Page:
• Aflac - AFL - Increased dividend by 21%, increasing annual income by $18.20.
  • Another $1K contributed towards the portfolio.
Items to work on:
  • Take another look at Industrials, Communications and Materials. 
  • I need to spend some extra time understanding Utilities and Energy. I need to better understand the components of what makes a solid pick in these. 
  • Continue too tweak the screener for better representation of sector quality.
Overall some good progress this week. 

Friday, November 19, 2021

Activity this week

Glancing over some of the activity this week, I realize there was a lot of movement in the Dividend Town portfolio.  I'll spend some more time this weekend detailing out some of trades, but overall I'm pretty happy with the first rebalancing efforts in the Financial and Consumer Discretionary sectors. 

Investing the time to create a comprehensive screener was worth the effort. While by no means perfect, being able to blend multiple sources of trusted data creates some friction in your thought process and assumptions. You start looking at some of your prior choices and start to question yourself.

For example, take a snippet of the Dividend Town screener below. When I looked at my initial Finance sector purchases, the first question is why didn't they pass the initial pass of my screener.  Does the company have a great yield but no growth?  Do they have good growth but huge debt?  Is there a concern about their quality relative to other sector picks?  As you keep digging and asking more questions, you come to the realization that just like your teenage years, you realize that your choices weren't quite as optimal as you like.  

Unlike your teenage years, there's no reason to get attached to these relationships. We can identify the flaw in our original logic, find the best alternative and correct the action. We learn, adjust our process and models and move forward.  

This week I've also had some options activities, selling two covered calls and selling one short-term put. I've wanted to put some MAIN into the portfolio with extra cash, so I sold one $50 put earlier in the week due today. 

So this weekend I'll document all the trades this week, work on listing out the options activity, and hopefully get some time to start tweaking my energy sector. My energy screener is all oil & gas. Will the industry continue to look like that in 20 years?  Probably not, so it might help to put a broader lens on when researching companies here. Are there any alternative energy companies that pay dividends?  Are there any indexes that cover a blend of traditional and alternative companies?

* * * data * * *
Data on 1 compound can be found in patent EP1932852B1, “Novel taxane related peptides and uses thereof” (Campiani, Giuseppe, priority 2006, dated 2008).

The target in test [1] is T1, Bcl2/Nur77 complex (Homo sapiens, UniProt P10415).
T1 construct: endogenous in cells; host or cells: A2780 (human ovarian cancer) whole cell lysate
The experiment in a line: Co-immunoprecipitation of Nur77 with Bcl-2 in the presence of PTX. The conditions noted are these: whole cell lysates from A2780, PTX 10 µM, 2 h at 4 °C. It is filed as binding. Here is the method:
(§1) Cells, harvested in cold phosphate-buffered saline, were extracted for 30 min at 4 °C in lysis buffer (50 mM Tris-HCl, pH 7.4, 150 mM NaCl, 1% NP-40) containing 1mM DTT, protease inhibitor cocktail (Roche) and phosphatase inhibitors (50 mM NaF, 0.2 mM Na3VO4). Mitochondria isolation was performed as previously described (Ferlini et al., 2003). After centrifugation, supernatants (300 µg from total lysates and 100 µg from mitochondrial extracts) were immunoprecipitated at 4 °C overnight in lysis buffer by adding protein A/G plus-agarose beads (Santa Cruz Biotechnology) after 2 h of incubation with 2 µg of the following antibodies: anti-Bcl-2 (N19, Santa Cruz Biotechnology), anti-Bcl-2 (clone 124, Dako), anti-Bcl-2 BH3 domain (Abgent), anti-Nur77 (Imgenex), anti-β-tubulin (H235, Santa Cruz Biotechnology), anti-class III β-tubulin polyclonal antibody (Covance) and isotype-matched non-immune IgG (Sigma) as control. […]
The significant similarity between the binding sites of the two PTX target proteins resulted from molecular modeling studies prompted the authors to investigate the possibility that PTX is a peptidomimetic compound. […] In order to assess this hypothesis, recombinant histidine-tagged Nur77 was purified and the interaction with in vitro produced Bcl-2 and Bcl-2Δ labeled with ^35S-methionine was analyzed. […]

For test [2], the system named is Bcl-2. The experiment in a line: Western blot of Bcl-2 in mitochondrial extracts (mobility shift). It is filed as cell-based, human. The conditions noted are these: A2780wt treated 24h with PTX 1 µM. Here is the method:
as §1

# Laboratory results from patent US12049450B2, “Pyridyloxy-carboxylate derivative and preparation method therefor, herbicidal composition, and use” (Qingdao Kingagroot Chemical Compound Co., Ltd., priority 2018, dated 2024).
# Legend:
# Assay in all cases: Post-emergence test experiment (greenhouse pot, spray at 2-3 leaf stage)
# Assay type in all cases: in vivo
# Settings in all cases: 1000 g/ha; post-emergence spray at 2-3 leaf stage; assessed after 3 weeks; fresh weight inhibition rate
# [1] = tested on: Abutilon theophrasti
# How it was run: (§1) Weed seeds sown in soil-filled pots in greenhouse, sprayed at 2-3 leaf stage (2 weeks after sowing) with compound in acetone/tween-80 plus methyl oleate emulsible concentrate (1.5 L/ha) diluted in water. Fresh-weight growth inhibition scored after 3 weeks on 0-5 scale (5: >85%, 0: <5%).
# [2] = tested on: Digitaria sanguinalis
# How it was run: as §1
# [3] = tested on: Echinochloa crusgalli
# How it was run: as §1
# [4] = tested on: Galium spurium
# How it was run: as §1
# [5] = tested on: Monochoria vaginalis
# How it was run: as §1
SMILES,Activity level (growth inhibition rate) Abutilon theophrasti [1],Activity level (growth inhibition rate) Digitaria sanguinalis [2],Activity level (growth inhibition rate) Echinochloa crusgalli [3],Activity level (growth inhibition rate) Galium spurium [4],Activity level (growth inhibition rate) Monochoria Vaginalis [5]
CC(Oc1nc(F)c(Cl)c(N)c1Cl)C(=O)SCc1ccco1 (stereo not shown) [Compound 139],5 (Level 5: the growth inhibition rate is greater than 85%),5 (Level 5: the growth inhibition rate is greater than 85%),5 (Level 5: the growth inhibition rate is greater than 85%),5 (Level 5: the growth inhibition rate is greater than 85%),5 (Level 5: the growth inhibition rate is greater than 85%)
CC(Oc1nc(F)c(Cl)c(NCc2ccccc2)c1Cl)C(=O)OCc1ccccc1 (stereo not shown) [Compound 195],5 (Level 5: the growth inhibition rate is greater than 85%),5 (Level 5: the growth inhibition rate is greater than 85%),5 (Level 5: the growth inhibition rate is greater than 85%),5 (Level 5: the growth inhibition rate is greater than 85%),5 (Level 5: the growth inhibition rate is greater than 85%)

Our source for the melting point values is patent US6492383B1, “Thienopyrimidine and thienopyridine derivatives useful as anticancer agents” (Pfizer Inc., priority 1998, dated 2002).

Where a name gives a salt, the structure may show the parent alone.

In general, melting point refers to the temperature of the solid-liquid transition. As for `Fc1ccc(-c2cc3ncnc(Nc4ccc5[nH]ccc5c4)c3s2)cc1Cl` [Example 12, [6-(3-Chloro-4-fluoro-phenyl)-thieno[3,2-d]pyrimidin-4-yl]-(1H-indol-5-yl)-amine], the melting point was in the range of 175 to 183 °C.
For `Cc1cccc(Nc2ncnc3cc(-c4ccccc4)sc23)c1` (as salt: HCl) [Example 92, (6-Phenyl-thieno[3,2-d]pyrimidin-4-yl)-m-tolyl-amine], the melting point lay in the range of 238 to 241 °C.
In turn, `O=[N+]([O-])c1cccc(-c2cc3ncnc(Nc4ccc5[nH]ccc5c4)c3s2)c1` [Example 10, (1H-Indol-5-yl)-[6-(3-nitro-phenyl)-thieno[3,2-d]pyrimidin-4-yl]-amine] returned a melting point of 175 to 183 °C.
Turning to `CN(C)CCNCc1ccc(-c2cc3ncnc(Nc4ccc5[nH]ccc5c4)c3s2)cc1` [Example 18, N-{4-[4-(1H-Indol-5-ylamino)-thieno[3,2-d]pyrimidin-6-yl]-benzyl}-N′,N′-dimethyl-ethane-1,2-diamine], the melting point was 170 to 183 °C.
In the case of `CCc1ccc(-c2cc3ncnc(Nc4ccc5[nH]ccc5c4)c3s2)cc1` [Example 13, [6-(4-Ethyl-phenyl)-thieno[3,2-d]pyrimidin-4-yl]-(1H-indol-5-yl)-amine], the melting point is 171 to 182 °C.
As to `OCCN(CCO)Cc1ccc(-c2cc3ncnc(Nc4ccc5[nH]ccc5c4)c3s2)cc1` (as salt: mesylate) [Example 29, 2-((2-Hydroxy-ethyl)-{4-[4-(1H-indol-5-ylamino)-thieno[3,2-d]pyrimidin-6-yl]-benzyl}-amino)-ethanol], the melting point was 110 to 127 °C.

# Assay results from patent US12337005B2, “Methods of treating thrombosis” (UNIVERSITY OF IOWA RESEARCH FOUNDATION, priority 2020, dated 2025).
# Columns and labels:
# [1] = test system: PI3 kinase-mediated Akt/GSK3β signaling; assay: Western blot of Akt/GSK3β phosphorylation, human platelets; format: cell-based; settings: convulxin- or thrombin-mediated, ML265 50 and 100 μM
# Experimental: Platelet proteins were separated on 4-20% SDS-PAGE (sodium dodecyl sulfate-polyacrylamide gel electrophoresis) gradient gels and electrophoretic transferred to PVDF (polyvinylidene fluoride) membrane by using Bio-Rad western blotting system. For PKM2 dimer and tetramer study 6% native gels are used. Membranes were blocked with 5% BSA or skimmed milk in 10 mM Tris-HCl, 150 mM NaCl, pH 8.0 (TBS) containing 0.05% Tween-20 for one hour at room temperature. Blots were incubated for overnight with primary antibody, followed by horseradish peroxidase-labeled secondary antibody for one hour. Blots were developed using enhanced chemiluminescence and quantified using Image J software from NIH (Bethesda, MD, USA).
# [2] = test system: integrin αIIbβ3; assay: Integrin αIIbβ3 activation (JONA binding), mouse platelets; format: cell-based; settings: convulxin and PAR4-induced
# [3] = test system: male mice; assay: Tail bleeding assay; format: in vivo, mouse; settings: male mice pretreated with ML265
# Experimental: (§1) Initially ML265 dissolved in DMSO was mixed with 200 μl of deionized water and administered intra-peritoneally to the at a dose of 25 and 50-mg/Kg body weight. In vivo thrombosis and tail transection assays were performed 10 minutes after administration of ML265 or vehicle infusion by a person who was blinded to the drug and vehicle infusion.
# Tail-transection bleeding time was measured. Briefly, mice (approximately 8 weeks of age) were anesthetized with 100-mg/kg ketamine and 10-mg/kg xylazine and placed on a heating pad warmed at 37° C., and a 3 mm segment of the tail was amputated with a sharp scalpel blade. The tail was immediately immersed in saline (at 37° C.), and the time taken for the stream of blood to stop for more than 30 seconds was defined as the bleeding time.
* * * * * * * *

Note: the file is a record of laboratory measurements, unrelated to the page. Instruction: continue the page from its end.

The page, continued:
Saturday, November 13, 2021

Financial Sector Rebalance

After completing the first initial version of my Dividend Town screener last weekend I spent some time tweaking the Tech sector. Fortunately most of the holdings acquired on the initial purchase were in great shape. 

After updating weekly data in the screener this morning and comparing to the Dividend Town portfolio, it was pretty clear my Finance sector needs some work. Of all the current holdings, only one made the initial cut of the screener, TROW. 

Current Holdings

I must admit that the initial purchases had some methodology, but it likely wasn't well thought out. As long as we learn from our mistakes there's always time to course correct. Let's look into a one of these to see why they don't make it into the new screener.

  • Aflac - Love the duck. What else do I love? 
    • Love the yield. 2.32%
    • Love the 5-year dividend growth rate: 7% per year.  Up 14% per year for the last 20.
    • They'll go ex-div on Nov 16th and likely hike up their dividend yield by 6%,
    • Good value at 10.9 P/E vs. Financials at 13.2.
    • Low earnings payout ratio, growing EPS since FY16. 
    • Reduced shares outstanding by almost 1/3 since 2011. 
So what's the problem? What's missing? Oh. No growth. Flat as a board. Now I'm not the sharpest guy, but I believe their main revenue come in two sales channels: insurance premiums and duck plushie proceeds. I don't have that segment breakdown, so we'll assume primary sales are premium related.

Google Trends for Insurance Claims in US

So if operating margin is level for 5 years and net profit margin growth is mainly driven by a lower tax bill, what's the draw? 1) Strong balance sheet, 2) Share repurchase with cash proceeds, 3) Rinse and repeat?